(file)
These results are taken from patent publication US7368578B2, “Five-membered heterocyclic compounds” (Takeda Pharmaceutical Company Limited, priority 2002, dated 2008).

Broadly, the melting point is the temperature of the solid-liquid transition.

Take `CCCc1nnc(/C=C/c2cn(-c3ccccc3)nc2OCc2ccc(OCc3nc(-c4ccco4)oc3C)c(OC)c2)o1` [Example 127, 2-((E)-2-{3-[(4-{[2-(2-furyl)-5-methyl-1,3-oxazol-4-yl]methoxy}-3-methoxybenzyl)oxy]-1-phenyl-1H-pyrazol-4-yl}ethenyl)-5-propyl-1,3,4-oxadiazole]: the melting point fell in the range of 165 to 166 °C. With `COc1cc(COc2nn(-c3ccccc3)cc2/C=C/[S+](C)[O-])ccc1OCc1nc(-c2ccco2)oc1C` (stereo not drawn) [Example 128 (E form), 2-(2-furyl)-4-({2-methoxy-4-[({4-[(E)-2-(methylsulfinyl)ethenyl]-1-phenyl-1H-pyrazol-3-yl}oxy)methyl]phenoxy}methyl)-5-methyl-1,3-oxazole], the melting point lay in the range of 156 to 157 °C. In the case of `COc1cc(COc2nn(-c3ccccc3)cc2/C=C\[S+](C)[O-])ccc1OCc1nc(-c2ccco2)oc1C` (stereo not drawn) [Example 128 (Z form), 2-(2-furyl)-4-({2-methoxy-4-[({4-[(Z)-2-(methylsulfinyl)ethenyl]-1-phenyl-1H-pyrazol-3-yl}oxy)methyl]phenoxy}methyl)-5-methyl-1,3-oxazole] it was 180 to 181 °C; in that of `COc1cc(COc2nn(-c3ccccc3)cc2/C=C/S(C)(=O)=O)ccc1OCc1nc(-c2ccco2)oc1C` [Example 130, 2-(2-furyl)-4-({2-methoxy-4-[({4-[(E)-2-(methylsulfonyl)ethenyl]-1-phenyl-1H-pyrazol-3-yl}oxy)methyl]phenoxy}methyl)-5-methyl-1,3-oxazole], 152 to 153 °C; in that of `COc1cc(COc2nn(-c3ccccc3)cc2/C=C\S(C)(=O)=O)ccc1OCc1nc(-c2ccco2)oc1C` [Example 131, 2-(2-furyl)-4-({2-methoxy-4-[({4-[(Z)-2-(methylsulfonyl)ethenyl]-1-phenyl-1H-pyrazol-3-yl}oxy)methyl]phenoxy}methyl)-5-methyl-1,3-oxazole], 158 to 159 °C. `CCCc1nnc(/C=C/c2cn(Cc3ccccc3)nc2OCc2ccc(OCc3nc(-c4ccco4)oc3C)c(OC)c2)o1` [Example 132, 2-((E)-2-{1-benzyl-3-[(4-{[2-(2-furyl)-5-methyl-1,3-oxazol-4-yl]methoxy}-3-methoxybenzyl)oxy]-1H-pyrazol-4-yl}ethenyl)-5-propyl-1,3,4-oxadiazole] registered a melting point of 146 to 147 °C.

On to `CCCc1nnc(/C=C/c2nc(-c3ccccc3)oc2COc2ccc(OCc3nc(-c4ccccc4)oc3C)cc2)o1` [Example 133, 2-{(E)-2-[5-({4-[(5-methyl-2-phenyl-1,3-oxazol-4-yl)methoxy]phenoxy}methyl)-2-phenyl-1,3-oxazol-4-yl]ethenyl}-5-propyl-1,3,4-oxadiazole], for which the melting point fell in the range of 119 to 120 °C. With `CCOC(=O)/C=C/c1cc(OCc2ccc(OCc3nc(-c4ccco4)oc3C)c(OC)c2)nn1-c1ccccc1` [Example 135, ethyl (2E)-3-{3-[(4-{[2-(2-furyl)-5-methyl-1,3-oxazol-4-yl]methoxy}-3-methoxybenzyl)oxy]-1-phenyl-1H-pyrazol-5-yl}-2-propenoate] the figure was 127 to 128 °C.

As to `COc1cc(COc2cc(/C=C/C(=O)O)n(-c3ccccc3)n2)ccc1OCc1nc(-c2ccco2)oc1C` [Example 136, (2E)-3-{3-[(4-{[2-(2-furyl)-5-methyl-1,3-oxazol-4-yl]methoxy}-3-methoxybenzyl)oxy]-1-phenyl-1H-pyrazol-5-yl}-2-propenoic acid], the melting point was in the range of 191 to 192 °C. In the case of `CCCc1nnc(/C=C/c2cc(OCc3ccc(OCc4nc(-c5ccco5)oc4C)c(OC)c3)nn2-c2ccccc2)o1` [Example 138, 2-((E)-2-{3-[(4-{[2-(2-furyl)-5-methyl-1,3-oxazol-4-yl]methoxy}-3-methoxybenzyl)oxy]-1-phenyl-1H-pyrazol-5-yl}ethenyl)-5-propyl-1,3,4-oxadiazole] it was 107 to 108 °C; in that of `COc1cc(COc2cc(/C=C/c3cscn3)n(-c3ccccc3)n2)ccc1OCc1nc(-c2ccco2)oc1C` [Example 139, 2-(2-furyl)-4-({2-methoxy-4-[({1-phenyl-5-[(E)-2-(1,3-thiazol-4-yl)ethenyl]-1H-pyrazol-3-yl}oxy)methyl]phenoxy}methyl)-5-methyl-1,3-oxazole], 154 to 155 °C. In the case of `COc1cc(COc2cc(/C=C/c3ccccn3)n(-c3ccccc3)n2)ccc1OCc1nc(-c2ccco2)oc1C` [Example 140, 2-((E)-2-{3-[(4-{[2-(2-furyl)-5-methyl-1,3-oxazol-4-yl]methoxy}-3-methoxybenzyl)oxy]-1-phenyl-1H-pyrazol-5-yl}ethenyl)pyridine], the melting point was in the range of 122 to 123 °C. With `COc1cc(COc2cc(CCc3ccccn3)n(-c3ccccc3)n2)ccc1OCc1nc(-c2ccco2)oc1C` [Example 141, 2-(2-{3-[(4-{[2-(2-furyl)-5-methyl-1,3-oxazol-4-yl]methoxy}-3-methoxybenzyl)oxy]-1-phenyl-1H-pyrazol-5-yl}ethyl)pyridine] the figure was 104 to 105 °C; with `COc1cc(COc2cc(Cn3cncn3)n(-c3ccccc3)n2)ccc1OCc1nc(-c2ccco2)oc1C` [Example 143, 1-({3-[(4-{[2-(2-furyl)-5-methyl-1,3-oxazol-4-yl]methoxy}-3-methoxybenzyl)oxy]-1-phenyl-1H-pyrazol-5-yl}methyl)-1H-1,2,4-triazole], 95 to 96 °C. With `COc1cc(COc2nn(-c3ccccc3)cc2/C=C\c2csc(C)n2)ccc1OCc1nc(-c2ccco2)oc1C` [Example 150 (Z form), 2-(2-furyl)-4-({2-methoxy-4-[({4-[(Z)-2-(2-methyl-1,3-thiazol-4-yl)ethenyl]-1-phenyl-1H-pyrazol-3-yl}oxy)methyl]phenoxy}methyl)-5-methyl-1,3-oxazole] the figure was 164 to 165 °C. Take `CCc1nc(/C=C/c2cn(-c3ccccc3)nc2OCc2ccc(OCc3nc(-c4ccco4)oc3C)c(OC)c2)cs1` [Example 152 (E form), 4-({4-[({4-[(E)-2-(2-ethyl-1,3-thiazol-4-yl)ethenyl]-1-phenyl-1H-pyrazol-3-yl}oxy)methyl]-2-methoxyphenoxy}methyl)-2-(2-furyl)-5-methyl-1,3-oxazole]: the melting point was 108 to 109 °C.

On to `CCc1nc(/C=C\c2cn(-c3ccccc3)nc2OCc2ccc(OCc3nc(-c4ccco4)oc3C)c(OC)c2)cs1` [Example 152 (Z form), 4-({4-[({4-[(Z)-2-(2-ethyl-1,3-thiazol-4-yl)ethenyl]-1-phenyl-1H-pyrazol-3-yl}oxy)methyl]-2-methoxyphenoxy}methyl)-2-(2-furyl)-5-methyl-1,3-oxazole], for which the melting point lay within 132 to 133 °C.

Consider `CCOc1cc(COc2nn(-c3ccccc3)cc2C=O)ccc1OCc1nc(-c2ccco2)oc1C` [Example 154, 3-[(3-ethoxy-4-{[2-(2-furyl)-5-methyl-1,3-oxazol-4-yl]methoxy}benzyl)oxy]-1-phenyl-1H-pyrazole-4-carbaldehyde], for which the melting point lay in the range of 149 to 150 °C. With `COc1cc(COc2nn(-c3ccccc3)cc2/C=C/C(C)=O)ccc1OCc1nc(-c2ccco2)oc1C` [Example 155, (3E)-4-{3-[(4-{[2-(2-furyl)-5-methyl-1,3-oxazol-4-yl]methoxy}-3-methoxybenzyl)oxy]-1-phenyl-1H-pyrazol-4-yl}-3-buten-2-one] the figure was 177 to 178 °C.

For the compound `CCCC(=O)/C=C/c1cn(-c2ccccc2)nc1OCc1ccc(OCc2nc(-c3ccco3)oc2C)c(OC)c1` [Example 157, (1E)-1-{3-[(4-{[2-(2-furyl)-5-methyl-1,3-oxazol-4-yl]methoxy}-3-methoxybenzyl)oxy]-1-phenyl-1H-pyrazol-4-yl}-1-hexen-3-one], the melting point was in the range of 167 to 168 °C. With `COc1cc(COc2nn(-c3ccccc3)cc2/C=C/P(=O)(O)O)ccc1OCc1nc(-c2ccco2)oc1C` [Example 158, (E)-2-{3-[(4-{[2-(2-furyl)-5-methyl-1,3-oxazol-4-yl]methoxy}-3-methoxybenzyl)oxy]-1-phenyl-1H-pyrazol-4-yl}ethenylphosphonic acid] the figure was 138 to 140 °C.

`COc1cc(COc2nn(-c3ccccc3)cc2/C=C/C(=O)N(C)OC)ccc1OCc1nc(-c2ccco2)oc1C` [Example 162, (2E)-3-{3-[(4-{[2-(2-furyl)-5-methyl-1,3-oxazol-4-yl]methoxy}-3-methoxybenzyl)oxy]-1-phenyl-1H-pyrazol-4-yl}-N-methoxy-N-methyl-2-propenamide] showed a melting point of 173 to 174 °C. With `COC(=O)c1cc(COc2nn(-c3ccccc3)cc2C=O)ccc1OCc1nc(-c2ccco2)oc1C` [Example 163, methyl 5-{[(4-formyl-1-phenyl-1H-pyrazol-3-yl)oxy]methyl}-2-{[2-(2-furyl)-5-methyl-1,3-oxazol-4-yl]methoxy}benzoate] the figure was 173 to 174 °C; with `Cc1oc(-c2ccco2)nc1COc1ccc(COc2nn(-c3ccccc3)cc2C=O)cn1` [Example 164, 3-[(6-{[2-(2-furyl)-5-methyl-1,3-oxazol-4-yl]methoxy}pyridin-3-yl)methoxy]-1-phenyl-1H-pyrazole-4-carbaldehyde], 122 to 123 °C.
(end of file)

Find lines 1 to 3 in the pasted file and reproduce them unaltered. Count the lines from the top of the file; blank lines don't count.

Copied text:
These results are taken from patent publication US7368578B2, “Five-membered heterocyclic compounds” (Takeda Pharmaceutical Company Limited, priority 2002, dated 2008).

Broadly, the melting point is the temperature of the solid-liquid transition.

Take `CCCc1nnc(/C=C/c2cn(-c3ccccc3)nc2OCc2ccc(OCc3nc(-c4ccco4)oc3C)c(OC)c2)o1` [Example 127, 2-((E)-2-{3-[(4-{[2-(2-furyl)-5-methyl-1,3-oxazol-4-yl]methoxy}-3-methoxybenzyl)oxy]-1-phenyl-1H-pyrazol-4-yl}ethenyl)-5-propyl-1,3,4-oxadiazole]: the melting point fell in the range of 165 to 166 °C. With `COc1cc(COc2nn(-c3ccccc3)cc2/C=C/[S+](C)[O-])ccc1OCc1nc(-c2ccco2)oc1C` (stereo not drawn) [Example 128 (E form), 2-(2-furyl)-4-({2-methoxy-4-[({4-[(E)-2-(methylsulfinyl)ethenyl]-1-phenyl-1H-pyrazol-3-yl}oxy)methyl]phenoxy}methyl)-5-methyl-1,3-oxazole], the melting point lay in the range of 156 to 157 °C. In the case of `COc1cc(COc2nn(-c3ccccc3)cc2/C=C\[S+](C)[O-])ccc1OCc1nc(-c2ccco2)oc1C` (stereo not drawn) [Example 128 (Z form), 2-(2-furyl)-4-({2-methoxy-4-[({4-[(Z)-2-(methylsulfinyl)ethenyl]-1-phenyl-1H-pyrazol-3-yl}oxy)methyl]phenoxy}methyl)-5-methyl-1,3-oxazole] it was 180 to 181 °C; in that of `COc1cc(COc2nn(-c3ccccc3)cc2/C=C/S(C)(=O)=O)ccc1OCc1nc(-c2ccco2)oc1C` [Example 130, 2-(2-furyl)-4-({2-methoxy-4-[({4-[(E)-2-(methylsulfonyl)ethenyl]-1-phenyl-1H-pyrazol-3-yl}oxy)methyl]phenoxy}methyl)-5-methyl-1,3-oxazole], 152 to 153 °C; in that of `COc1cc(COc2nn(-c3ccccc3)cc2/C=C\S(C)(=O)=O)ccc1OCc1nc(-c2ccco2)oc1C` [Example 131, 2-(2-furyl)-4-({2-methoxy-4-[({4-[(Z)-2-(methylsulfonyl)ethenyl]-1-phenyl-1H-pyrazol-3-yl}oxy)methyl]phenoxy}methyl)-5-methyl-1,3-oxazole], 158 to 159 °C. `CCCc1nnc(/C=C/c2cn(Cc3ccccc3)nc2OCc2ccc(OCc3nc(-c4ccco4)oc3C)c(OC)c2)o1` [Example 132, 2-((E)-2-{1-benzyl-3-[(4-{[2-(2-furyl)-5-methyl-1,3-oxazol-4-yl]methoxy}-3-methoxybenzyl)oxy]-1H-pyrazol-4-yl}ethenyl)-5-propyl-1,3,4-oxadiazole] registered a melting point of 146 to 147 °C.